AbstractIn 2009, the IASB issued its International Financial Reporting Standard for Small and Medium‐sized Entities. Little is known about what influenced countries’ decisions on whether to adopt this important standard.
This study aims to develop a deeper understanding of the decision-making process of national accounting standards boards (NASBs) by examining the influence of both visible environmental factors, including the European Community (EC), national governments and stakeholders, and unseen environmental factors such as authority, history and culture on their behaviour towards IFRS for SMEs. Scholars have criticised NASBs’ decision-making processes for being conducted inside a black box and have called for further investigation of this topic. This study uses IFRS for SMEs as a vehicle to fulfil its main objectives by focusing on different European Union (EU) jurisdictions because their reactions toward IFRS for SMEs varied significantly. This is despite the fact that all EU jurisdictions must conform to EC directives, and hence have common rules which they must incorporate.
The main contribution of this study is to show that EU governments’ and NASBs’ decision-making processes are not isomorphic but differ significantly. Moreover the various behaviours toward IFRS for SMEs resulted not from cost benefit analyses or domination of a single entity or factor but from the influence of interrelated environmental factors that differ from one jurisdiction to another. The findings are explained through a theoretical framework which incorporates theories of power and legitimacy into institutional theory and suggest that whilst the EC had the capacity to mandate adoption of the standard, it chose not to exercise this power. This in turn led other visible environmental factors, including governments and stakeholders, and unseen environmental factors, such as authority, history and culture, to influence the final outcomes and behaviour of governments and NASBs toward IFRS for SMEs.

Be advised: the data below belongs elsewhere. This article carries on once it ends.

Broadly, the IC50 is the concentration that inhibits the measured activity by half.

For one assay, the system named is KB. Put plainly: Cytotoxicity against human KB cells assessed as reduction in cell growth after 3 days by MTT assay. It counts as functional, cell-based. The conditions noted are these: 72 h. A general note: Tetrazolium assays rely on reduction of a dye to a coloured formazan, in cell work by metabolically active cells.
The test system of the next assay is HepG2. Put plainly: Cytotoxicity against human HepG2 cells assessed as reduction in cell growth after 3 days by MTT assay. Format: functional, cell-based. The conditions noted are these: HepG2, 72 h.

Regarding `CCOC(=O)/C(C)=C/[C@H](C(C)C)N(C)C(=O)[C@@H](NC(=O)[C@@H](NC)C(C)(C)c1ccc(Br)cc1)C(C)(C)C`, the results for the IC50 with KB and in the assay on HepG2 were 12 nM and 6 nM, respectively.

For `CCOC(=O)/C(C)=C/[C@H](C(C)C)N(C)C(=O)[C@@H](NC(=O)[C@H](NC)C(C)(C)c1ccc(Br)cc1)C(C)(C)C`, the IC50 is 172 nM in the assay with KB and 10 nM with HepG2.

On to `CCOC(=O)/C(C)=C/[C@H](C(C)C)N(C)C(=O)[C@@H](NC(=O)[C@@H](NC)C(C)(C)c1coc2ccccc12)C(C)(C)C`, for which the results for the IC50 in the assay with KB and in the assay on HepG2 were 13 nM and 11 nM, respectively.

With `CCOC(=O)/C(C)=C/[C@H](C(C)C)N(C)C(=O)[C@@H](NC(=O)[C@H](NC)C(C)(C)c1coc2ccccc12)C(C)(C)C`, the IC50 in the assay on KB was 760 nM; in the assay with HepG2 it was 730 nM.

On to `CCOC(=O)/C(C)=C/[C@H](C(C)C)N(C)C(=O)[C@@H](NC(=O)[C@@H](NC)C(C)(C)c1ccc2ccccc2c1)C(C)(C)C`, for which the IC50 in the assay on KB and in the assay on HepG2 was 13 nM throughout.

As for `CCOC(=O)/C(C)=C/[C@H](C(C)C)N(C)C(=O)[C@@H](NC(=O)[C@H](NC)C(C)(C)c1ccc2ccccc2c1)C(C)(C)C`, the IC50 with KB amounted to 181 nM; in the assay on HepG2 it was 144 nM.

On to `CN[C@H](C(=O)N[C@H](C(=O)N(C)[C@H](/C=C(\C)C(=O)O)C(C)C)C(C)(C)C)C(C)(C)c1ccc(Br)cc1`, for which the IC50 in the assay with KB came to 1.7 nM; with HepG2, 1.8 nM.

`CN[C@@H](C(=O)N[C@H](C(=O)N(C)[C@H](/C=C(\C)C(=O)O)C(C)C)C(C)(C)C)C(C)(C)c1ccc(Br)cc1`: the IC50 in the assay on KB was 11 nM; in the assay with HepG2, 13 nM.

|Date of Award||28 Jun 2019|
|Supervisor||Sheila M Ellwood (Supervisor) & Stuart M Cooper (Supervisor)|